1. Publication of data users’ credentials and sources of funding 
  2. Re-evaluation of public benefit when there are significant changes in research or the way data is used 

3. Public benefit is defined more widely than tick-boxes  

Participants pushed back at suggestions that public benefit could be defined simply by the number or extent to which some people benefit from the use of data. In this sense, ‘benefit’ didn’t mean meeting a numeric threshold. However, participants advocated for a few key measures data holders should take as part of a ‘working’ definition of public benefit. 

  • ‘Benefit’ should be evaluated over time, and incorporate both short and long-term impact. Evaluations should include the likelihood of generating improvements in services and/or health outcomes as well as more indirect and long-term impacts, such as advancing human understanding. 
  • Public benefit must always outweigh profit. Benefit can include income generation for NHS organisations (for example), but this should be always secondary, and the main purpose must be to improve health and care. 
  • Including the public is part of public benefit. Some participants suggested regular mini-public dialogues to review data use applications which are ‘edge cases’ and a commitment to include public representatives on all data assessment panels, committees or boards.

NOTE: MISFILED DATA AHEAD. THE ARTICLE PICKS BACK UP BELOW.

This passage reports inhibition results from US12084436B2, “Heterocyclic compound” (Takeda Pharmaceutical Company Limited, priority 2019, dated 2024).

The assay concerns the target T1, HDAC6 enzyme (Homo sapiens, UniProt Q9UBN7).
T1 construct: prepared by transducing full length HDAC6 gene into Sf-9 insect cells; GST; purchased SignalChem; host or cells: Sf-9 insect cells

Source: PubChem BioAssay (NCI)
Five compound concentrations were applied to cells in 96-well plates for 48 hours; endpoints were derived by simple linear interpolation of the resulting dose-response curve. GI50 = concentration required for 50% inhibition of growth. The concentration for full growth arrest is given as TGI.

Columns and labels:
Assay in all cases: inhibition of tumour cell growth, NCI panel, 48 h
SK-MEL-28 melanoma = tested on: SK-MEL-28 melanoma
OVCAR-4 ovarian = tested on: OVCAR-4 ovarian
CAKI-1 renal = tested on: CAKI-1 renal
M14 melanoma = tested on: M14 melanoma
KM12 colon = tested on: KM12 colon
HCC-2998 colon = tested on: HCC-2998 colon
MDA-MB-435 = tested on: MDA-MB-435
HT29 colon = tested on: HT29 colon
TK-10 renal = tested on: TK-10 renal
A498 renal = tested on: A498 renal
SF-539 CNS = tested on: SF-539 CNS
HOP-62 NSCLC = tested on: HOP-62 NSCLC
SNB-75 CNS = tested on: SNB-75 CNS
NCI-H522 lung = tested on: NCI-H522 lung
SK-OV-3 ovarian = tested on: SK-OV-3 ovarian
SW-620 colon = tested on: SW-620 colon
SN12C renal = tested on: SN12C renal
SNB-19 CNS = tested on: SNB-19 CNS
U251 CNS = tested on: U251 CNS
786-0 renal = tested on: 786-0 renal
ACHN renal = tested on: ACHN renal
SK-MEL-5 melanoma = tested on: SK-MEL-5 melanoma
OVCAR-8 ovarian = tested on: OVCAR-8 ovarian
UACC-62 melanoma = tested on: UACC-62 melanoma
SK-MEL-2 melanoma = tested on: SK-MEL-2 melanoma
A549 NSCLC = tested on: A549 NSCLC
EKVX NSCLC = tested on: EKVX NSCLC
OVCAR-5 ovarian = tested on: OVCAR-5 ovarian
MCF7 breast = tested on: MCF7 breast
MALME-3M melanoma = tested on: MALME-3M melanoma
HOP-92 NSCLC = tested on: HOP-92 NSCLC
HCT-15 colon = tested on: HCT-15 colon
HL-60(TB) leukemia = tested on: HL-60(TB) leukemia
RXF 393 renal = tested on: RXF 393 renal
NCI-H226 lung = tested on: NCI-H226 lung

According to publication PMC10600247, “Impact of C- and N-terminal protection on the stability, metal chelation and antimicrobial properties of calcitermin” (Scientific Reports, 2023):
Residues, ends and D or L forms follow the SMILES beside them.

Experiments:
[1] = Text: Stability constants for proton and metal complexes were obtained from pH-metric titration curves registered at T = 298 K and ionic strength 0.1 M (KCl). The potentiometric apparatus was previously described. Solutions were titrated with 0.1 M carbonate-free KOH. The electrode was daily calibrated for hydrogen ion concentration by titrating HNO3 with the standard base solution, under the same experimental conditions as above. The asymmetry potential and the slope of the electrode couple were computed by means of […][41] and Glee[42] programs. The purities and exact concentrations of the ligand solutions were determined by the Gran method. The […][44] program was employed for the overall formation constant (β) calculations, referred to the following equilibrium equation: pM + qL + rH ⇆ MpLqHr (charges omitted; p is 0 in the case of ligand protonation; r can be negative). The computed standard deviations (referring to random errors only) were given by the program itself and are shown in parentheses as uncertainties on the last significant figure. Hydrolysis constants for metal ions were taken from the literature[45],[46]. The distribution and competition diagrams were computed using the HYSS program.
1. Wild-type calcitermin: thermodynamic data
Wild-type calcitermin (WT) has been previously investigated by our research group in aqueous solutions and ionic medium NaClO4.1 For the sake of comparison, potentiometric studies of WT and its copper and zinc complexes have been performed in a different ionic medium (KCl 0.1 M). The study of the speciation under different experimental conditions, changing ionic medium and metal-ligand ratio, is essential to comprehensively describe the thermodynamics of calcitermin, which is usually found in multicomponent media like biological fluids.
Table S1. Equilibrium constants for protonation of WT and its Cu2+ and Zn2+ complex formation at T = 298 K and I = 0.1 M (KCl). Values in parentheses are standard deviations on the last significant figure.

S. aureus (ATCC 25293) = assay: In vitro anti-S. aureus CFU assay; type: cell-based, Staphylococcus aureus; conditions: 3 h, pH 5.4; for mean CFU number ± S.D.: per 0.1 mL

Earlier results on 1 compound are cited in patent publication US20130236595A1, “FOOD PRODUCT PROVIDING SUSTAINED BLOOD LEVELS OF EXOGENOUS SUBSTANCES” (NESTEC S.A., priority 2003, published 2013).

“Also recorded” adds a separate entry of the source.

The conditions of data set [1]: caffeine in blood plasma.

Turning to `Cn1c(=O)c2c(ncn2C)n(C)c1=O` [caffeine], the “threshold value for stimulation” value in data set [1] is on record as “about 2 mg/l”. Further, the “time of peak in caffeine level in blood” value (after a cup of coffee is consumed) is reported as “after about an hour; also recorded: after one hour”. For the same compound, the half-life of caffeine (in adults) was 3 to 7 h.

What's next?

Download the full UPD/NDG report here.

Following on from this work and other efforts, the National Data Guardian published guidance on public benefit in 2022. Read this guidance here.


Our work with the Carnegie Trust

In 2018, Understanding Patient Data worked with Involve and Carnegie UK Trust to explore the tensions between the benefits and risks of data sharing.

About the research

 It's important that the sharing of personal data between public service providers will benefit the public. However, the term ‘public benefit’ is rarely, if ever, clearly defined. This research published in April 2018, unpacks and explains the benefits and risks around data sharing. 

The report is based on the findings from a series of six workshops in different local authority areas across England. The workshops brought together over 120 professionals from the public and voluntary sectors (working in housing, criminal justice, health, social care and welfare) to explore how they understand, define and value the public benefits which could be derived from the use of personal data.

The findings

The findings are available in the report titled 'Data for Public Benefit: Balancing the risks and benefits of data sharing.'

Three tests emerged from our research for public service providers to gain the social licence to share and use data more widely. These are that data sharing should be:

  1. Purposeful
  2. Proportionate
  3. Responsible

The report presents a new framework for public service providers to assess whether these tests have been met. The framework aims to provoke discussions among public service providers and encourage them to engage the public in decisions about data sharing.